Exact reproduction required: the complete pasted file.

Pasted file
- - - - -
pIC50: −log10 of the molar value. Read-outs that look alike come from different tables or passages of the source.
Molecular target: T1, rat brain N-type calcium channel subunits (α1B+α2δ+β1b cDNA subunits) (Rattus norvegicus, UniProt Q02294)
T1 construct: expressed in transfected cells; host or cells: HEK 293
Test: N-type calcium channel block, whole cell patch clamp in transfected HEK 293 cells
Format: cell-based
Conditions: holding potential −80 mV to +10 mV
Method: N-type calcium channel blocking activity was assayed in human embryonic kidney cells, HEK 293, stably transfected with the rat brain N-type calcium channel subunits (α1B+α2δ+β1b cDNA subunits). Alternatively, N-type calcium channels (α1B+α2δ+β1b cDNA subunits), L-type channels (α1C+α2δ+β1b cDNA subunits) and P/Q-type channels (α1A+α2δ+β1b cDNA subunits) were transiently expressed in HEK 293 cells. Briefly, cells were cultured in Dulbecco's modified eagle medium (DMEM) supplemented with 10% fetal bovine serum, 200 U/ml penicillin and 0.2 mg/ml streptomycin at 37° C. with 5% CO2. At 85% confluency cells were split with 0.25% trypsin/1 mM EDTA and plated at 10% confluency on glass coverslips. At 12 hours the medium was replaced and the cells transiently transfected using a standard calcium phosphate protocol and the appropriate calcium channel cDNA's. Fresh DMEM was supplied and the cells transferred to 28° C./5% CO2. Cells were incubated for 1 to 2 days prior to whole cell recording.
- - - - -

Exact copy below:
pIC50: −log10 of the molar value. Read-outs that look alike come from different tables or passages of the source.
Molecular target: T1, rat brain N-type calcium channel subunits (α1B+α2δ+β1b cDNA subunits) (Rattus norvegicus, UniProt Q02294)
T1 construct: expressed in transfected cells; host or cells: HEK 293
Test: N-type calcium channel block, whole cell patch clamp in transfected HEK 293 cells
Format: cell-based
Conditions: holding potential −80 mV to +10 mV
Method: N-type calcium channel blocking activity was assayed in human embryonic kidney cells, HEK 293, stably transfected with the rat brain N-type calcium channel subunits (α1B+α2δ+β1b cDNA subunits). Alternatively, N-type calcium channels (α1B+α2δ+β1b cDNA subunits), L-type channels (α1C+α2δ+β1b cDNA subunits) and P/Q-type channels (α1A+α2δ+β1b cDNA subunits) were transiently expressed in HEK 293 cells. Briefly, cells were cultured in Dulbecco's modified eagle medium (DMEM) supplemented with 10% fetal bovine serum, 200 U/ml penicillin and 0.2 mg/ml streptomycin at 37° C. with 5% CO2. At 85% confluency cells were split with 0.25% trypsin/1 mM EDTA and plated at 10% confluency on glass coverslips. At 12 hours the medium was replaced and the cells transiently transfected using a standard calcium phosphate protocol and the appropriate calcium channel cDNA's. Fresh DMEM was supplied and the cells transferred to 28° C./5% CO2. Cells were incubated for 1 to 2 days prior to whole cell recording.